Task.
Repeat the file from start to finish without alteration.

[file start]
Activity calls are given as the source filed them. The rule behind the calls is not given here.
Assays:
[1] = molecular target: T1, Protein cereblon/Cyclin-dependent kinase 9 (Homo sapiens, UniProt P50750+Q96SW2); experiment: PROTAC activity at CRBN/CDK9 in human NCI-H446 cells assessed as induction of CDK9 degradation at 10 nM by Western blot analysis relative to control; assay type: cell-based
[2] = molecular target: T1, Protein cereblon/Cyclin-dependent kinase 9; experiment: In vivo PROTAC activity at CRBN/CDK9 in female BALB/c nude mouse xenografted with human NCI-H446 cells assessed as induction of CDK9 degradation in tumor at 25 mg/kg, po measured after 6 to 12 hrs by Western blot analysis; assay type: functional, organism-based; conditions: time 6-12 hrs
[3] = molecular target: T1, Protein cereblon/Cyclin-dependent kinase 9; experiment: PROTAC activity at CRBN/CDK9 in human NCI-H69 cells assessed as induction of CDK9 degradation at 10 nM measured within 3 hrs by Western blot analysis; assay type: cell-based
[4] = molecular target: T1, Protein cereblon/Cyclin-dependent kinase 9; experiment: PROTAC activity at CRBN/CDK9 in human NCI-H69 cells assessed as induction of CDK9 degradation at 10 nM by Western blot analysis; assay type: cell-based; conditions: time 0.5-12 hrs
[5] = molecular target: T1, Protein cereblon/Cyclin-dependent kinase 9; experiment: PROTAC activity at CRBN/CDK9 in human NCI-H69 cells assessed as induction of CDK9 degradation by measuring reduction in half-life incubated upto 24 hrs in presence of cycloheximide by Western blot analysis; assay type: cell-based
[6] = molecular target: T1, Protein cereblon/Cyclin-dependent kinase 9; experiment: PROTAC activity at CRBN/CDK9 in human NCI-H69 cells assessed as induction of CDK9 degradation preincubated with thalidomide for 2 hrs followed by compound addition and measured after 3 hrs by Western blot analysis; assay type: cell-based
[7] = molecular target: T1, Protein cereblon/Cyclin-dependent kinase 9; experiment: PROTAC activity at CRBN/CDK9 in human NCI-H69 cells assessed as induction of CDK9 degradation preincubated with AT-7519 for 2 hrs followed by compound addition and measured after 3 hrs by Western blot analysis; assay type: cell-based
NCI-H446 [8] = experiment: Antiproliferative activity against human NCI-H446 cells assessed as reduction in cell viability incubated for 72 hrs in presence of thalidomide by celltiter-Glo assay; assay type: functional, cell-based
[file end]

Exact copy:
Activity calls are given as the source filed them. The rule behind the calls is not given here.
Assays:
[1] = molecular target: T1, Protein cereblon/Cyclin-dependent kinase 9 (Homo sapiens, UniProt P50750+Q96SW2); experiment: PROTAC activity at CRBN/CDK9 in human NCI-H446 cells assessed as induction of CDK9 degradation at 10 nM by Western blot analysis relative to control; assay type: cell-based
[2] = molecular target: T1, Protein cereblon/Cyclin-dependent kinase 9; experiment: In vivo PROTAC activity at CRBN/CDK9 in female BALB/c nude mouse xenografted with human NCI-H446 cells assessed as induction of CDK9 degradation in tumor at 25 mg/kg, po measured after 6 to 12 hrs by Western blot analysis; assay type: functional, organism-based; conditions: time 6-12 hrs
[3] = molecular target: T1, Protein cereblon/Cyclin-dependent kinase 9; experiment: PROTAC activity at CRBN/CDK9 in human NCI-H69 cells assessed as induction of CDK9 degradation at 10 nM measured within 3 hrs by Western blot analysis; assay type: cell-based
[4] = molecular target: T1, Protein cereblon/Cyclin-dependent kinase 9; experiment: PROTAC activity at CRBN/CDK9 in human NCI-H69 cells assessed as induction of CDK9 degradation at 10 nM by Western blot analysis; assay type: cell-based; conditions: time 0.5-12 hrs
[5] = molecular target: T1, Protein cereblon/Cyclin-dependent kinase 9; experiment: PROTAC activity at CRBN/CDK9 in human NCI-H69 cells assessed as induction of CDK9 degradation by measuring reduction in half-life incubated upto 24 hrs in presence of cycloheximide by Western blot analysis; assay type: cell-based
[6] = molecular target: T1, Protein cereblon/Cyclin-dependent kinase 9; experiment: PROTAC activity at CRBN/CDK9 in human NCI-H69 cells assessed as induction of CDK9 degradation preincubated with thalidomide for 2 hrs followed by compound addition and measured after 3 hrs by Western blot analysis; assay type: cell-based
[7] = molecular target: T1, Protein cereblon/Cyclin-dependent kinase 9; experiment: PROTAC activity at CRBN/CDK9 in human NCI-H69 cells assessed as induction of CDK9 degradation preincubated with AT-7519 for 2 hrs followed by compound addition and measured after 3 hrs by Western blot analysis; assay type: cell-based
NCI-H446 [8] = experiment: Antiproliferative activity against human NCI-H446 cells assessed as reduction in cell viability incubated for 72 hrs in presence of thalidomide by celltiter-Glo assay; assay type: functional, cell-based